It amuses me that “coaching” has become a universal buzzword in the skills development lexicon over the last three or four years. It amuses me because coaching has been an integral part of our business process for twenty-six years. We realized back then that training without coaching produces minimal improvement at best, whereas training plus coaching produces a four-fold increase in new productivity according to a study conducted by the American Society for Training and Development.
Providing coaching feedback is not as easy as it might appear, though. The key to successful coaching is to provide feedback that preserves a person’s self esteem while motivating them to change and improve. You need to provide constructive feedback that praises and reinforces the person’s strengths, as well as identifies and rectifies their weaknesses.
Effective coaching involves creating a comfortable environment where learning can occur. Open communication is a key element in creating the foundation for a collaborative coaching climate. Feedback works best when:
- It is well-timed. In general, immediate feedback is most useful while things are still fresh in both your minds.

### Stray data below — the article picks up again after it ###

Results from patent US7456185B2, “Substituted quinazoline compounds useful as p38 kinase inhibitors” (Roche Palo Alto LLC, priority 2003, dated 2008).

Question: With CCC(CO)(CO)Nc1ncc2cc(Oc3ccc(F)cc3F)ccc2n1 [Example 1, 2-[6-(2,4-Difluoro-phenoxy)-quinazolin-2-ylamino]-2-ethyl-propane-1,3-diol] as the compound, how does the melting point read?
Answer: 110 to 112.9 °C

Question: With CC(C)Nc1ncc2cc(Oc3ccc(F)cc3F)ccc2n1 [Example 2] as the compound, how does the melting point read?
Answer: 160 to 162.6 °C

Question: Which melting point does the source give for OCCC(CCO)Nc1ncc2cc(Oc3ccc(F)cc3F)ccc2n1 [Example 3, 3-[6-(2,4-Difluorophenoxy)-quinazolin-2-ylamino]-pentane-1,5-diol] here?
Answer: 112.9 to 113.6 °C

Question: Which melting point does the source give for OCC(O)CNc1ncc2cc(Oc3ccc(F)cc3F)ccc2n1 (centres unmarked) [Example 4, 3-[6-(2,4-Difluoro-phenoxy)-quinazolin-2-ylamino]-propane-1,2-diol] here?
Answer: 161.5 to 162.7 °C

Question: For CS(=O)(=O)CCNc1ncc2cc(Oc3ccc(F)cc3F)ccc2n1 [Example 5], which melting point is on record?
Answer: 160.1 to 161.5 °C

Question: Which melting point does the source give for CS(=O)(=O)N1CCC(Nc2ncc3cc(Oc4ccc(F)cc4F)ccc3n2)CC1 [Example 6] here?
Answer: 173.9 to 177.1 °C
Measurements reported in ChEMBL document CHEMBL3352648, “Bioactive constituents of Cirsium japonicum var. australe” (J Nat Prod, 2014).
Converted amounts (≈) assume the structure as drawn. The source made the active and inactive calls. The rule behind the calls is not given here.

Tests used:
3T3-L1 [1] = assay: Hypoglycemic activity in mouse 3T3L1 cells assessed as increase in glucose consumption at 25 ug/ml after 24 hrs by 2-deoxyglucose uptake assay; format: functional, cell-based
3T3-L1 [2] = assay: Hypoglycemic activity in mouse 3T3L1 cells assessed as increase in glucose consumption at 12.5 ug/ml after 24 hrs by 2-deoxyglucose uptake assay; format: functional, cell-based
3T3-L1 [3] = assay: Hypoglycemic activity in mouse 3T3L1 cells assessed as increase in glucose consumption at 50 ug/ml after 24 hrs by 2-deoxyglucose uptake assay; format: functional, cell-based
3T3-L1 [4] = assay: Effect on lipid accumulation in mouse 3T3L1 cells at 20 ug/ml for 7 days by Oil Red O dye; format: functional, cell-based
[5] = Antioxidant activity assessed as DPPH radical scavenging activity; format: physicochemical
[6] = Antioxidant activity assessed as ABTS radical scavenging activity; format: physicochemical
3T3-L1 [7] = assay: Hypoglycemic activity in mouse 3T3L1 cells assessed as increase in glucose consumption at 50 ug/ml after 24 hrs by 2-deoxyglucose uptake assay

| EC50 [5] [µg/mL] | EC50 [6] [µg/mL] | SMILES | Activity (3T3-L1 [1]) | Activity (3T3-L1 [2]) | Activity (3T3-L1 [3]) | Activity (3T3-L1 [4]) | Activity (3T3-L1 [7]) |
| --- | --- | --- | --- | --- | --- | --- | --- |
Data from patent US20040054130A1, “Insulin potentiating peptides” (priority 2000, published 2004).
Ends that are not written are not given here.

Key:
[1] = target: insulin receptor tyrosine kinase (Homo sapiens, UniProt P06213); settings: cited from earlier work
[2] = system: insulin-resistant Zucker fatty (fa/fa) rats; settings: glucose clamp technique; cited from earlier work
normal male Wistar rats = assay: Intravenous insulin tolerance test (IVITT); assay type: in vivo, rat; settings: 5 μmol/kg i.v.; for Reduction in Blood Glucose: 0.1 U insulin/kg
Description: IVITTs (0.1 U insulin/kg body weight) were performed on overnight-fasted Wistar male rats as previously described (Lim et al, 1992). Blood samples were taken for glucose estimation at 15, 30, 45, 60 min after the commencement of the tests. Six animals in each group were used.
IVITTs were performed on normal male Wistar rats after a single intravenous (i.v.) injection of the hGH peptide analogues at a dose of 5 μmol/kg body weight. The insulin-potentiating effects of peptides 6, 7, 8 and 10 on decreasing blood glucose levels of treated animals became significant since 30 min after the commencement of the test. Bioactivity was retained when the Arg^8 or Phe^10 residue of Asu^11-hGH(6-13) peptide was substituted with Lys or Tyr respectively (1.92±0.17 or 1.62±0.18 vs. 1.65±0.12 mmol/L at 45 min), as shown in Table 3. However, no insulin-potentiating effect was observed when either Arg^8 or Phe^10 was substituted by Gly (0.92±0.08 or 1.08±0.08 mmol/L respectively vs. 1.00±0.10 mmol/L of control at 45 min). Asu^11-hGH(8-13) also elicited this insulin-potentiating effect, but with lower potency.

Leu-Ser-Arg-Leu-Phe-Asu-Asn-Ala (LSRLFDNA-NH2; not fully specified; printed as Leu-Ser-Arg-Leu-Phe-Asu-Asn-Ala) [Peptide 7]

- It is specific and focused on observed behaviour, rather than on the person or personality. Refer to what a person does, rather than to what we think or imagine that person to be.
- It involves sharing of information. It is a two-way dialogue with both parties clear on how the feedback will be used.
- It considers the needs of the receiver. Feedback can be destructive when it serves only the sender’s needs and fails to consider the needs of the person on the receiving end.
- It involves the amount of information the receiver can use rather than the amount the sender would like to give. Don’t “dump the bucket” by trying to coach too many skills at once. Focus on two or three skills at most during any coaching session. Anything more than that will cause information overload.
- It is directed toward behaviour which the receiver can do something about. People can’t change their personality, but they can improve the way they apply their skills, once they have learned how.
- It concerns what or how something is said or done, not why. The “why” takes us from the observable to the subjective that involves assumptions regarding motives or intent.
- It is balanced between praise and criticism. People need to know what they are doing well, but you can’t just be a “cheerleader”. You also have to address what they need to improve.
Combining these elements of effective feedback with a sales productivity tool like ASPEC will dramatically increase the productivity of your sales team.